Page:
Jonathan Strange & Mr Norrell, by Susanna Clarke; Bloomsbury, 2004. While this didn't draw me in inescapably like Patricia McKillip or Patrick O'Brian it was a good book.
Random musings on books, code, and tabletop games.
The Iron Giant; directed by Brad Bird; written by Ted Hughes, Brad Bird, and Tim McCanlies.
Eternal Sunshine of the Spotless Mind; directed by Michel Gondry; written by Charlie Kaufman, Michel Gondry, and Pierre Bismuth; starring Jim Carrey and Kate Winslet. A very good movie.
Van Helsing; directed and written by Stephen Sommers; staring Hugh Jackman, Kate Beckinsale, Richard Roxburgh, and David Wenham. Fun monster-killer movie.
Fall of the White Ship Avatar, by Brian Daley, copyright 1986; Del Rey/Ballantine, January 1987. This is the third and final of Daley's three science fiction penny dreadfuls, The Hobart Floyt-Alacrity Fitzhugh Adventures.
The King's Commission, by Dewey Lambdin, copyright 1991; from For King and Country; Primus/Donald I. Fine, Inc, 1994.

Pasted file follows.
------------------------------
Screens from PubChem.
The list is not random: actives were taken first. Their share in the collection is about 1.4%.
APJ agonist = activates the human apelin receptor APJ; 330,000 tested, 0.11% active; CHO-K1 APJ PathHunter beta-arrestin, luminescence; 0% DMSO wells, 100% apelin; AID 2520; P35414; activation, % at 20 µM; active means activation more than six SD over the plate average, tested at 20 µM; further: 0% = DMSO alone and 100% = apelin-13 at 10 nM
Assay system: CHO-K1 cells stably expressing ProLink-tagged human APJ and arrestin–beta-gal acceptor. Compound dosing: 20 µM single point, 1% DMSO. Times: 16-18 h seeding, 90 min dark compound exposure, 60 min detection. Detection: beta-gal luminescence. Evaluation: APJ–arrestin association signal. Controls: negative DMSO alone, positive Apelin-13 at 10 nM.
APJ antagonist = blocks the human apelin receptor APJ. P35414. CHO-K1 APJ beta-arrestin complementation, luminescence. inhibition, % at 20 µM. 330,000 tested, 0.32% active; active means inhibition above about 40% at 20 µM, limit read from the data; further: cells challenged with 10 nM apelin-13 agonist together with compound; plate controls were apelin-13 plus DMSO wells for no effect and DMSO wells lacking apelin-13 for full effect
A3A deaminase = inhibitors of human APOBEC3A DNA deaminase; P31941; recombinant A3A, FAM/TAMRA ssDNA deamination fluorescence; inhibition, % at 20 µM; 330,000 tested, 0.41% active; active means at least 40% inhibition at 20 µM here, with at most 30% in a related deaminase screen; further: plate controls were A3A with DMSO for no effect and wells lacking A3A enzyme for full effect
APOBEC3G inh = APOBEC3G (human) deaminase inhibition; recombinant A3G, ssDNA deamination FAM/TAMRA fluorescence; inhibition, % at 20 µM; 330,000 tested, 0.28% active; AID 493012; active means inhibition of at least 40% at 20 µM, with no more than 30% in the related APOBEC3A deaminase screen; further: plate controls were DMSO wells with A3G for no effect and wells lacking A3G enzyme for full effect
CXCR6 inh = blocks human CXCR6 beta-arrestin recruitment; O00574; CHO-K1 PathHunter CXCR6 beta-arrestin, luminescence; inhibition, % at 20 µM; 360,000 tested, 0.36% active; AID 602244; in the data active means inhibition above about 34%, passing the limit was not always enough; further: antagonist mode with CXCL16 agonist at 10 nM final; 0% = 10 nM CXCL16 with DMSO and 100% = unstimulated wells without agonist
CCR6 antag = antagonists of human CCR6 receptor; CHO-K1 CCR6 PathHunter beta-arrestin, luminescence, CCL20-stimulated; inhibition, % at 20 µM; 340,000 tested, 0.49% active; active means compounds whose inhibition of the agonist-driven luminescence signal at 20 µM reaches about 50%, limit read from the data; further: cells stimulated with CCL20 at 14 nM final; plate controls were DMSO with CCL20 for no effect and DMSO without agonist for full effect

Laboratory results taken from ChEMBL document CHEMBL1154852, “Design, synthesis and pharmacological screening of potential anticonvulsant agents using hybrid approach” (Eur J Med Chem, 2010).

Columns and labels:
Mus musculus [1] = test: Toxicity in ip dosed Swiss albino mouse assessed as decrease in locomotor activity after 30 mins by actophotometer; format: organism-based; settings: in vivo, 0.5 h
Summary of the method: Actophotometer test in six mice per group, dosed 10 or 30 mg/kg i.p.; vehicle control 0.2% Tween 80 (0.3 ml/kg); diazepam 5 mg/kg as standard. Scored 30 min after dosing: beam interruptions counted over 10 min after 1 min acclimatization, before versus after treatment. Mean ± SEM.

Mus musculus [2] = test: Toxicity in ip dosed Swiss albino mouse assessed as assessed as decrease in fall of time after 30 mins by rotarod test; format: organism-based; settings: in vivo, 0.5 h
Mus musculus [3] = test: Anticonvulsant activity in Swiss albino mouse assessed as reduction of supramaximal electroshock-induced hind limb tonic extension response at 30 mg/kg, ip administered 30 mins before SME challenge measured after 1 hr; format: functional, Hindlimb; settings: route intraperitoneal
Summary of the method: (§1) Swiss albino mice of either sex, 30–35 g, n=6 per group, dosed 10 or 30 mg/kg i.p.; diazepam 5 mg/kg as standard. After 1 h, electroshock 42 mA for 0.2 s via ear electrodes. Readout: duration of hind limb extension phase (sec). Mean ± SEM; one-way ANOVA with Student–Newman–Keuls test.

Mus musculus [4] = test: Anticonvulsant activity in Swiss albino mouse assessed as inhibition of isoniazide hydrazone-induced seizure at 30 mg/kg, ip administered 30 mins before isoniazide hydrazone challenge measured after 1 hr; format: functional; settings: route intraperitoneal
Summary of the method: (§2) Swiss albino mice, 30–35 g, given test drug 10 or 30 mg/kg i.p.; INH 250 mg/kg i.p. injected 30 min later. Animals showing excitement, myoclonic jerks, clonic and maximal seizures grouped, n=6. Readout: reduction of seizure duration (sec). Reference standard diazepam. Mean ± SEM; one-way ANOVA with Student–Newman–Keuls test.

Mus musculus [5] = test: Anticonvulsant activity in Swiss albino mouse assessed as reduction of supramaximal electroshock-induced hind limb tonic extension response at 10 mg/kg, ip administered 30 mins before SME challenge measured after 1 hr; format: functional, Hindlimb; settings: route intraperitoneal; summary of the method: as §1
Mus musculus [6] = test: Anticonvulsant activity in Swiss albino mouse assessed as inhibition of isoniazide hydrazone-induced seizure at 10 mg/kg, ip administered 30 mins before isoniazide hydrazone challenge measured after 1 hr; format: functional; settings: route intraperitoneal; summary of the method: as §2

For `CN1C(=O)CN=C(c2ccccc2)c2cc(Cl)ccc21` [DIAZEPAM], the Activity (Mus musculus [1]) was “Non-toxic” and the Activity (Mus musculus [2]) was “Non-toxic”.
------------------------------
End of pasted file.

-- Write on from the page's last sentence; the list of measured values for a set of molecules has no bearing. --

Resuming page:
The Unwound Way, by Bill Adams and Cecil Brooks; Del Rey/Ballantine, November, 1991.
The End of Fame, by Bill Adams and Cecil Brooks; Del Rey Discovery/Ballantine, December, 1994.
Requiem for a Ruler of Worlds, by Brian Daley; Del Rey/Ballantine, May 1985. This is the first of Daley's three science fiction penny dreadfuls, The Hobart Floyt-Alacrity Fitzhugh Adventures. Great light-hearted fun.
Jinx on a Terran Inheritance, by Brian Daley; Del Rey/Ballantine, December, 1985. This is the second of Daley's three science fiction penny dreadfuls, The Hobart Floyt-Alacrity Fitzhugh Adventures.
The King's Privateer, by Dewey Lambdin, copyright 1992; from For King and Country; Primus/Donald I. Fine, Inc, 1994.
Brand of The Werewolf, as by Kenneth Robeson; online sources say it was actually written by Lester Dent and originally published January 1934 in Doc Savage Magazine. Doc Savage Adventure #11. I probably got this from memoware, a site that distributes free ebooks for PDAs. It introduces Patricia Savage, Doc Savage's cousin. Entertaining, in a pulp way.